Press the two pieces together and hold firmly. Depending on the size of the mold, use a belt or rubber band to hold the pieces together. Place it around the outside perimeter of the mold.

Quickly wipe off any excess glue that may have seeped inside the cavity. Use a wet sponge and wipe away any glue residue from the inside of the mold or along the inside seam. You may have to rinse the sponge a few times and keep wiping to ensure there is no glue residue left. If you do not clean away all residue, it will hinder your casting process and will create a hardspot on your ware.

Place a piece of paper or plastic wrap across the broken half (covering the cavity and glued inside seam), then fit it together with the non-broken half of the mold and belt or band it together, making sure it is a tight fit and that the broken pieces are properly aligned.

I recommend you let the mold cure for a few days, until it is thoroughly dry. Remove the paper from between the mold pieces. Depending upon the mold, you may want to keep the outer perimeter band on the half that was broken for additional stability, but it should not be necessary. If the repair does not hold, then you might want to repeat the repair process and leave the band on the broken half. If it continues to break during usage, you may need to bridge the repair with a plaster patch on the outside of the mold. (more later on this process)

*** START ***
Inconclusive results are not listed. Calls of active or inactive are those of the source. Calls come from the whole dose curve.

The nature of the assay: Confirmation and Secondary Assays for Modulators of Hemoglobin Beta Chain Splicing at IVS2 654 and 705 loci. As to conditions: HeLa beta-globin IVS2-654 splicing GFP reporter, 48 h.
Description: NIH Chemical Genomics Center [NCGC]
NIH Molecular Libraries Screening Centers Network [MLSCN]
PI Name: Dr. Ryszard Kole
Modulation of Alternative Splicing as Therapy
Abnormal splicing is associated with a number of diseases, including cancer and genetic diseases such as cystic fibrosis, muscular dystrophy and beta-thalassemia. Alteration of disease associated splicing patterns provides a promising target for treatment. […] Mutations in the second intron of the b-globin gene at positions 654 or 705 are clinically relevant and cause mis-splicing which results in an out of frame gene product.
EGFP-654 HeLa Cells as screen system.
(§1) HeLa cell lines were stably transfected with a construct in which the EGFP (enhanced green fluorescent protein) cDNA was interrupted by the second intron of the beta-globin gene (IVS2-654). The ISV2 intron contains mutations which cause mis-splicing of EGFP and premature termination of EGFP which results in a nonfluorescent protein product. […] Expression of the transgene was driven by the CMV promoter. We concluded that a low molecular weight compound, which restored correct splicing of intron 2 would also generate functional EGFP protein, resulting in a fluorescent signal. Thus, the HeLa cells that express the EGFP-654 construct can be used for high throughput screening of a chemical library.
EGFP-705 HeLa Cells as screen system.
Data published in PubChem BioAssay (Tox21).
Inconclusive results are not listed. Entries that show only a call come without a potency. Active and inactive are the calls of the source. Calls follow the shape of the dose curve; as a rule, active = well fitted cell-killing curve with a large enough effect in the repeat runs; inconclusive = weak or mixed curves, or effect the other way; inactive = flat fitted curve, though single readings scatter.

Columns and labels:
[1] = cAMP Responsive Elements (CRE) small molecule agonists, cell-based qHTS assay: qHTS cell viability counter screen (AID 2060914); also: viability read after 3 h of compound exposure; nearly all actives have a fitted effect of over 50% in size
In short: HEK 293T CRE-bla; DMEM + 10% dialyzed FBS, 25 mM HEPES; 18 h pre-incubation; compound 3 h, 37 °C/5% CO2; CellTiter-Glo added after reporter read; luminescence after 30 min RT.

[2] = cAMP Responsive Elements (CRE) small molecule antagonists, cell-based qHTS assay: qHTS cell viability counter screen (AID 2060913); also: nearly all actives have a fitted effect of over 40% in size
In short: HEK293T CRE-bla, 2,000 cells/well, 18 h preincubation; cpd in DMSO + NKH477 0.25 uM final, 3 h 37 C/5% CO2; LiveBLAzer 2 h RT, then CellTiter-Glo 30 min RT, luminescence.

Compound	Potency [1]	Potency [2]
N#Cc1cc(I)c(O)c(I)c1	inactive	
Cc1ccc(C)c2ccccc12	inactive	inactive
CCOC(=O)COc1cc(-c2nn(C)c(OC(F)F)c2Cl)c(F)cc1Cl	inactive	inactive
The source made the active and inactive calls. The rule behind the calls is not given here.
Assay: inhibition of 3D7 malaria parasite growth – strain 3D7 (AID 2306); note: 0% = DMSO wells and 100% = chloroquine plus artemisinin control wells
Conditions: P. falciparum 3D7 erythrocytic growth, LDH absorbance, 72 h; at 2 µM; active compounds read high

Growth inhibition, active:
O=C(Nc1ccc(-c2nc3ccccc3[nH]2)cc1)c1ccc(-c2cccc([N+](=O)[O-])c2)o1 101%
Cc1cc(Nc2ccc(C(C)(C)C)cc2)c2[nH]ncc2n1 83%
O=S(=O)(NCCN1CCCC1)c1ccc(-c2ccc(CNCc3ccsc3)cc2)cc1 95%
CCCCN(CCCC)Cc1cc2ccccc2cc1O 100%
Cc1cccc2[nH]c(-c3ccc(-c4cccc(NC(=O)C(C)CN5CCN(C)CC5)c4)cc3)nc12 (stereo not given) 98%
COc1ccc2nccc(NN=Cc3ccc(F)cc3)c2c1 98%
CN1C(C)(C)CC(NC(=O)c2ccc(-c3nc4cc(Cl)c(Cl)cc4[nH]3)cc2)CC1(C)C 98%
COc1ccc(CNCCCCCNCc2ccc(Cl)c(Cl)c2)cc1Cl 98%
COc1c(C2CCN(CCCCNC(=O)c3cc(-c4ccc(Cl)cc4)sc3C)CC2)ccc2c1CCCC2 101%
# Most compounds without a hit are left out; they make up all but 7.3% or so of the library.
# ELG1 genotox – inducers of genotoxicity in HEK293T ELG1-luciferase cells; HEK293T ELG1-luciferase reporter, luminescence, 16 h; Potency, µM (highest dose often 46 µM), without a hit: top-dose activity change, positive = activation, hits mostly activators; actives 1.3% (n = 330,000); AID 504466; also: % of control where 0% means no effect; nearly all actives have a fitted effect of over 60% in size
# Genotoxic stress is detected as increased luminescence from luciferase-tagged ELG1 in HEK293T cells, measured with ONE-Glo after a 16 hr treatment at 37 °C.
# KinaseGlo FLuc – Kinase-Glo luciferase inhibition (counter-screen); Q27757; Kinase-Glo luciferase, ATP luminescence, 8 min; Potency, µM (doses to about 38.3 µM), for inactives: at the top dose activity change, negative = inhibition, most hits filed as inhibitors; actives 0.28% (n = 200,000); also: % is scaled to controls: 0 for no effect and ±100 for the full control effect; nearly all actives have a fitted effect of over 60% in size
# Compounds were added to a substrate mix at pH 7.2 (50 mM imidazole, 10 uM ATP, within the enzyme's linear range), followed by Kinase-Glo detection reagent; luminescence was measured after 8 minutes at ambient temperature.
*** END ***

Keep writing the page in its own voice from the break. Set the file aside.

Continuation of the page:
If a mold has broken in more than two pieces, the process will be the same. You will just need to work on the pieces one at a time and assemble them as a puzzle. The great thing about Elmer's is that you have time to work. The wet mold and the thinned glue with give you time to assemble all your pieces, but be sure to clean up seams of excess glue as you go. You do not want any soaking into the cavity of your mold or it won't release the greenware when you cast it.